I would add that the RFL on a Ford Mondeo is over £200 and that for sure will rise by inflation if not more each year. Yet the sale prospects of such a car costing 1/10 or less than the value of the flat are not troubled by such a cost. Yet a flat costing 10 times as much has now a cloud of concern hanging over it because of the obligation to pay £0.55 per day - the cost of two cigarettes a day

                    I was digitally attacked on this forum for suggesting that a near hysteria on the subject of ground rents has backfired on those lobbying for reform as a ground rent such as this is now blighting homes up and down the land. The rent is of course very benign, to say the least and should not be feared

                    The depreciation on my new TV in my front room is more than £200 in the first three months of ownership - we need to get grip on what is a subject worth fighting for. There is abuse in leasehold but not on a ground rent of £200 doubling every 25 years.

                    Comment


                      #11
                      Amazing how similar my valuation of the cost of the lease extension is to SGL's even though we calculate it in different way

                      The premium would be £5,675 plus 1.35% of the value of the flat

                      This assumes the ground rent is capitalized at 6% and the reversion at 5% in line with Sportelli

                      As the term is above 80 years I would be very confident on that formula I have given you

                      Here is my valuation model for this type of ground rent

                      https://1drv.ms/x/s!AlBweWAdo6ygm9cE...-29fw?e=cHbHSQ


                      No one can calculate the answer without having a figure for the value of the flat if it were held with a very long lease. Assuming the answer is say £300,000 it would cost I calculate £10,000 including costs to have a statutory lease extension adding 90 years and reducing the ground rent to zero.

                      Comment


                        #12
                        Originally posted by flyingfreehold View Post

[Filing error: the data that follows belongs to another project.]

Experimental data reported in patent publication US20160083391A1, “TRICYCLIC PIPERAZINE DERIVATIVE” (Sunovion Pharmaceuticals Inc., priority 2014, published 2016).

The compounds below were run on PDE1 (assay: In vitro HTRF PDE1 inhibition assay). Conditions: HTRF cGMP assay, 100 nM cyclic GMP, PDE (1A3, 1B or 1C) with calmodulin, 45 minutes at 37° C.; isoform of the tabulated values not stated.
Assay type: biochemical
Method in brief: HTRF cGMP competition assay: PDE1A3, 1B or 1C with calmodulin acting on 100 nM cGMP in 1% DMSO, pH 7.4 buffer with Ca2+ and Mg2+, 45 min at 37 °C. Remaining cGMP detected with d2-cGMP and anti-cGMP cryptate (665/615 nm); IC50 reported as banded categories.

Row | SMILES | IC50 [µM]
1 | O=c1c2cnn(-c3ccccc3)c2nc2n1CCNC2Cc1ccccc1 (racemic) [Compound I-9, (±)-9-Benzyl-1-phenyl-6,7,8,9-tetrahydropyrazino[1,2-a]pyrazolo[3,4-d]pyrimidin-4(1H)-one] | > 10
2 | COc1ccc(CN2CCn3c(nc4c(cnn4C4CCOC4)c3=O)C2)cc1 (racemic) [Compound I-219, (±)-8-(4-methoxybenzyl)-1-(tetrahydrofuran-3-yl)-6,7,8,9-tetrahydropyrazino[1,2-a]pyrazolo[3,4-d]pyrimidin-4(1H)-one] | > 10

No one can calculate the answer without having a figure for the value of the flat if it were held with a very long lease. Assuming the answer is say £300,000 it would cost I calculate £10,000 including costs to have a statutory lease extension adding 90 years and reducing the ground rent to zero.
                        That is why I express the premium as £x plus a percentage of what the flat is worth

                        I find that in trying to quickly agree a valuation that if the exact calculation is shown it enables any discussion on the ground rent to be closed down quickly so you can then move on to the value of the flat and if under 80 years relativity

                        Calculation where the term is above 80 years is hardly rocket science and as a landlord I can fullly see where cost savings can be achieved for lessees - surveyors charging £1200 plus vat is not uncommon for a statutory lease ext is for a flat above 80 years in the shires.

                        Comment


                          #13
                          Originally posted by sgclacy View Post
                          I would add that the RFL on a Ford Mondeo is over £200 and that for sure will rise by inflation if not more each year. Yet the sale prospects of such a car costing 1/10 or less than the value of the flat are not troubled by such a cost..
                          You must have a V12 4x4 turbo Mondeo as none of the current range is over £150 and albeit a strange comparison I would say the £500 road tax on a range rover most definitely impacts it's saleability, especially when a few years old.
                          There is a distinct difference with ground rent to be paying out for no tangible return on something you've already bought. Doubling was fine in the last 80 years of inflation but who knows what the future holds..